And there has been some grumbling among White House aides about Pompeo’s incessant flirtation with running for the Senate, according to the officials. Pompeo’s trips back to his home state — four as of November — have not gone unnoticed, and he has declined to definitively curtail talk about a run. That has led some in Trump’s circle to wonder whether the secretary of state was plotting an escape strategy.
Yet Pompeo has continued to stay close to Trump. He declined to support State Department employees at a news conference, attacked the impeachment proceedings and refused to publicly break with the president. He does not seem in danger of losing his post, according to the officials.
In Brussels on Wednesday, Pompeo said he hadn’t watched the impeachment hearings.
“I didn’t see a single thing today,” he told a reporter. “I was working. Sounds like you might not have been.”
Four-term Kansas Republican Sen. Pat Roberts is not seeking re-election in 2020. At a meeting with Trump and Pompeo earlier this month, he praised Pompeo’s work as secretary of state after Pompeo disavowed a Senate run.
“But I did say that if it got down to where Kansas would either be a Republican state or not, that we might want to take a look at that,” Roberts said during an interview.
The interest in Pompeo running for the Senate is driven by some GOP leaders’ fears that Kris Kobach, nationally known for advocating tough immigration policies, will emerge from a crowded primary race in August. Kobach, the former Kansas secretary of state, rouses Democrats and liberal activists while alienating GOP moderates, and he lost the 2018 governor’s race to Democrat Laura Kelly.
During a Nov. 8 “Save the Senate” event in Washington, Kevin McLaughlin, the National Republican Senatorial Committee’s executive director, said audience members should call Pompeo and urge him to run, a source with knowledge of the GOP’s strategy said.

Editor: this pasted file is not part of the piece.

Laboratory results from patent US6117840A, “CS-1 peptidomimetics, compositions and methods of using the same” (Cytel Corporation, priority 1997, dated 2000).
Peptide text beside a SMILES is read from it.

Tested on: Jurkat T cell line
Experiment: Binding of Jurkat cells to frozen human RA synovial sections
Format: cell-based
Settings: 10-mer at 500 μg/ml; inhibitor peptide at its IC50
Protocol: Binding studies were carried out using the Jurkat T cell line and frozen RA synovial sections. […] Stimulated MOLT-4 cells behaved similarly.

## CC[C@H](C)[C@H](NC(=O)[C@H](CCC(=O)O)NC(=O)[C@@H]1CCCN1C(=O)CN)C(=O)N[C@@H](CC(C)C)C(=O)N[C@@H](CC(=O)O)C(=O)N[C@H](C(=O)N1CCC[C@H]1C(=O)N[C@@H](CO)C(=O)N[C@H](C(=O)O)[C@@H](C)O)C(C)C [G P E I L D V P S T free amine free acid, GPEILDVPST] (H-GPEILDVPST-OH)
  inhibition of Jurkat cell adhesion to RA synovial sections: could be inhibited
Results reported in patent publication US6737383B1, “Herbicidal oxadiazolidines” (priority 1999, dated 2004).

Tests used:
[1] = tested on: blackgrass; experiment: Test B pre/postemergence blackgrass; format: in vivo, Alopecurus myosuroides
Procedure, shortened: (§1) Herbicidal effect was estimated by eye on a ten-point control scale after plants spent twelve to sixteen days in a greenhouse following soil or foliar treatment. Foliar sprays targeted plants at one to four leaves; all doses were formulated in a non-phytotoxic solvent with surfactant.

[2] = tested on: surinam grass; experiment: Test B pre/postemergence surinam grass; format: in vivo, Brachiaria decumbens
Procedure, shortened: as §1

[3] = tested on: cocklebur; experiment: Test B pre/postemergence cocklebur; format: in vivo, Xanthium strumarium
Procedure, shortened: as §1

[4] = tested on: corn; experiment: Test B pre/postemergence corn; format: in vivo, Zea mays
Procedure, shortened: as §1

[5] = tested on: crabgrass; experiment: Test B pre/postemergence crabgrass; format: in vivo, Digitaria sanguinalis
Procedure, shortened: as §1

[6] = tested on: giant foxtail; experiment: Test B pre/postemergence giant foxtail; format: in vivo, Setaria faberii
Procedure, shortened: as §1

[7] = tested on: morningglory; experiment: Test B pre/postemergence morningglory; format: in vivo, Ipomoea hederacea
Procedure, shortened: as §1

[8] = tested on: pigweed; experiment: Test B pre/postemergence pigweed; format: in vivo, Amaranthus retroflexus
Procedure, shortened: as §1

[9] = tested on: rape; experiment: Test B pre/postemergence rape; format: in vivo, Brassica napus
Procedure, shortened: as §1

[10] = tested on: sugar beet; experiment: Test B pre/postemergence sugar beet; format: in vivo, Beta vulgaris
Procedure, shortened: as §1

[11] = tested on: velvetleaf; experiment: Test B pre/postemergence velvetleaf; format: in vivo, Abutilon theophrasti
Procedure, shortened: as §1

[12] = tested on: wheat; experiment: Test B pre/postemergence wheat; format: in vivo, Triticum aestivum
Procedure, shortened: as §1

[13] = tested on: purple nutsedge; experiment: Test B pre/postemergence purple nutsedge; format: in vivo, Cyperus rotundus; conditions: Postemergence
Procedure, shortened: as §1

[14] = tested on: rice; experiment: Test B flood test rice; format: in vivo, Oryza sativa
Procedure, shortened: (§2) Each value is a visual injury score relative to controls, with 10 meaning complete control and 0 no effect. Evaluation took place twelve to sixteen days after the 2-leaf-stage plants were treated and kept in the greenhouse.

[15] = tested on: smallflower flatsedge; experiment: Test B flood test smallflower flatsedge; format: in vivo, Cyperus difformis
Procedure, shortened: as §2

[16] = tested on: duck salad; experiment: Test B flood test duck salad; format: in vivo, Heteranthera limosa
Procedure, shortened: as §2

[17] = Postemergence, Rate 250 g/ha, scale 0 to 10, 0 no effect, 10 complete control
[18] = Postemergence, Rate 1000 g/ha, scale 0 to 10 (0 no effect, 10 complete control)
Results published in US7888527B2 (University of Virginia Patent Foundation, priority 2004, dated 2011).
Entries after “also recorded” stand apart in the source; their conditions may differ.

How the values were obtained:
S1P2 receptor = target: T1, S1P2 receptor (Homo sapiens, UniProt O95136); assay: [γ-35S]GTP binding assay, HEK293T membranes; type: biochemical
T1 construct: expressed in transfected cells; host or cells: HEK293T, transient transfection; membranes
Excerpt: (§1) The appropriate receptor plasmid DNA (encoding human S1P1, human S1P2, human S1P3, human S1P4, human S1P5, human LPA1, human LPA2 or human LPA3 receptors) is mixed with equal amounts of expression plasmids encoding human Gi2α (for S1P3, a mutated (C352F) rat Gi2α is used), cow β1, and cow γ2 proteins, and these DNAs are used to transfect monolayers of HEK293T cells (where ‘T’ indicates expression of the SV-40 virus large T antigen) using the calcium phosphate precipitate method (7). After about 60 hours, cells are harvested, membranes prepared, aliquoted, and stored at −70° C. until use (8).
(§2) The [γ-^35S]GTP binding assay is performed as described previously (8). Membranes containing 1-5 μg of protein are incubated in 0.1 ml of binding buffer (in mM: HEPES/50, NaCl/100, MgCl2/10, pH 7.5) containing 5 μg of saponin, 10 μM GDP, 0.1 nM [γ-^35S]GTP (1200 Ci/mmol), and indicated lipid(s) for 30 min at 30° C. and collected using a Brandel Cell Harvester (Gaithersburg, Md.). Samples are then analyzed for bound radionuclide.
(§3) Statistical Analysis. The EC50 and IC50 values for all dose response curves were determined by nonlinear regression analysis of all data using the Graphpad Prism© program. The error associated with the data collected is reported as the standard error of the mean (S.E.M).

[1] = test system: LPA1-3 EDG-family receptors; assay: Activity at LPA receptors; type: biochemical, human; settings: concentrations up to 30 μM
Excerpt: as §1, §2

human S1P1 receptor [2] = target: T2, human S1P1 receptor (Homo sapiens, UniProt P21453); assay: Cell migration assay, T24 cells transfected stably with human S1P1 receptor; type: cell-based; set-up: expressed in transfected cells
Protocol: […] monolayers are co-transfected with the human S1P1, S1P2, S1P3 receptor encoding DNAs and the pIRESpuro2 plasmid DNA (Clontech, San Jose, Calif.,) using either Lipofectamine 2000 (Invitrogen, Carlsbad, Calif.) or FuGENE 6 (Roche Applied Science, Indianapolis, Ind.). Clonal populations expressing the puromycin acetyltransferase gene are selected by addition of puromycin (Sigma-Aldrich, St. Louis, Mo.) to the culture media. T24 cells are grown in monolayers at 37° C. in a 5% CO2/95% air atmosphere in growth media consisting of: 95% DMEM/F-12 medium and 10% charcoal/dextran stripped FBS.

The source, who spoke anonymously because the committee doesn’t have a formal role in the race, said the comment was meant as a laugh-getting line. But the source also said Pompeo is viewed as a “game changer” candidate who will be well-funded on his own.
Pompeo’s entry into the race would likely push most other GOP candidates out — though Kobach has not said he would drop out. The other Republicans running include U.S. Rep. Roger Marshall of western Kansas, Kansas Senate President Susan Wagle and David Lindstrom, a Kansas City-area businessman and ex-Kansas City Chiefs player.
“You have to imagine, whatever data they have, in a Republican primary, Kobach is still a formidable candidate,” said University of Kansas political scientist Patrick Miller. “They need to find a candidate who is 10 kinds of awesome to beat him.”
Prominent Republicans said Pompeo’s stature isn’t likely to dip with fellow Republicans because of the impeachment hearings. Cobb said testimony Wednesday simply tied Pompeo more closely to a “nothing burger.”
Cheryl Reynolds, the chairwoman of the GOP in the 2nd Congressional District in eastern Kansas, said Republican voters see the impeachment inquiry as “purely political.”
“They see his whole thing as a sham,” said Kelly Arnold, a former Kansas Republican Party chairman. “They’re going dismiss most of the stuff that is being said and thrown at Mike Pompeo.”
Lemire reported from Washington. Associated Press writer Matthew Lee contributed from Brussels.